I frequently get the impression that TV producers think that poker is boring and we'd really rather watch a circus. Infuriatingly clear evidence of this is regularly provided on High Stakes poker when a hand is in progress but the cameras are focused on players talking. We can hear table talk whether the cameras are on the speakers or not, but we can't see what the players involved in a big hand are going through, or pick up tells, unless they are on camera. I also remember one occasion this season where they chose to show Phil Hellmuth telling the story of a hand we'd seen on a previous episode instead of showing us another hand.
People regularly express the wish to see The Big Game, or a high stakes NL Hold'em/pot limit Omaha rotation as sometimes runs in Las Vegas, televised (producer Mori Eskandani longs for the stud he used to play though). I just want to see real, whatever that is. I wish they'd just set up hidden or unobtrusive cameras to film a table on an actual casino floor. They'd need automated methods of determining hole cards and chips (which rules out labor-intensive hole-card cams). The brush's job would just be to keep the highest-stakes game going on that table that he could. Player demand would determine what game was played. It would be streamed over the internet 24 hours per day with a slight delay. No commentary would be necessary, as computer-generated graphics would provide all the play-by-play we needed. Perhaps they could schedule a whale game once a week, which the high-stakes players would know to show up for. For television, they could schedule one hour a week of prime-time "big hands" for the channel-surfer audience that poker producers seem to want to target. For people who are actually interested in watching poker on TV I'd like to see an hour daily, as on Poker After Dark, perhaps covering every hand of a segment of the weekly "whale game."
No poker show's onscreen graphics are as good as they should be, but High Stakes Poker's are below average. They don't even usually show the win percentages (meaning I frequently don't have time to figure out who has a significant hand), let alone the action, outs, odds, pot odds, chip stacks, holdings (e.g. flush draw or two pair), hand numbers, etc. that they should be showing. As I've said before, one of the show's greatest weaknesses is that it doesn't show all the hole cards. The hole cards also disappear while they show the board being dealt, and aren't visible yet while players are making preflop decisions (even, at times, while the announcer is telling us what they hold). The hole cards they do show are arranged in a cryptic order on the left side of the screen. If you haven't figured it out yet, they're arranged so that the top ones act earlier postflop. Why they can't just arrange all the hole cards around the screen in order of table position, with the blinds at the top and the button (clearly indicated onscreen) at the left, I don't understand. It's such an intuitive and simple way to show hole cards.
One of the viewers' most frequent requests is to see the profit and loss of the players. It's not difficult to understand that there's more drama to a competition where we can follow the results. Other televised cash games have provided profit/loss information, and there's no excuse for High Stakes Poker not providing this information at the end of every episode.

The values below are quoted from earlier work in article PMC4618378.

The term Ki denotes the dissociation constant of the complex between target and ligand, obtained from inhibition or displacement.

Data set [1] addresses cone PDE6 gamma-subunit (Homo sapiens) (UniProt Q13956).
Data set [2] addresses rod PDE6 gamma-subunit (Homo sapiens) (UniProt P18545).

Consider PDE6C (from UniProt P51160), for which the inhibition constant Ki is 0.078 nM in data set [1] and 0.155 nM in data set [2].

There's been a lot of criticism of running hands multiple times, insurance, and, especially, Guy Laliberte going easy on his opponents. Certainly a lot of time has been spent showing those parts of the game, which you could argue would be better spent showing actual play. Also, some people feel it's a letdown when the entire pot isn't won or lost by someone as they expected. I don't really oppose those elements of the game, however. As I've said before, all I care about is that they show what's real, without modification by the producers. Unfortunately, the producers haven't taken the path of reality. Instead, they've chosen the "reality TV" path at times. For example, first they banned the prop bets that are a real part of high stakes poker, then they introduced their preferred prop bet, the deuce seven game. If something is dull, it's better to edit it out later than to alter the reality of the game. As Alfred Hitchcock said, the ideal of film is "life with the dull bits left out."
Some viewers (and Barry Greenstein) also believe that the $500,000-minimum-buyin game at the end of season four was a bad idea, as the players were out of their comfort zone and some played too tight.
I appreciate High Stakes Poker for bringing the cash game to TV. Unfortunately, the show has declined over time. At this point I believe an average poker producer (e.g the World Poker Tour) would do a better job with the same format than High Stakes Poker does (why the World Poker Tour doesn't film a side game at every tour stop is beyond me, as many of the best players in the world are there and actually playing such games). High Stakes Poker is still my second-favorite poker show on TV, but it's unfortunate that it isn't nearly as good as it could be.
- From an article on Poker Pages: Asked if he would ever pull a player who was not living up to expectations, Eskandani was emphatic: "We tell them before they sit down, 'if it looks like you don't belong, we're going to ask you to leave.' After all, it's a television show. You can't have bad poker and good TV, or good poker and bad TV. It has to be good poker and good TV."
- Phil Galfond's experience: "... I wasn’t good TV because I was so tight and didn’t talk enough to the players who don’t know me. So, I lost my spot on the table."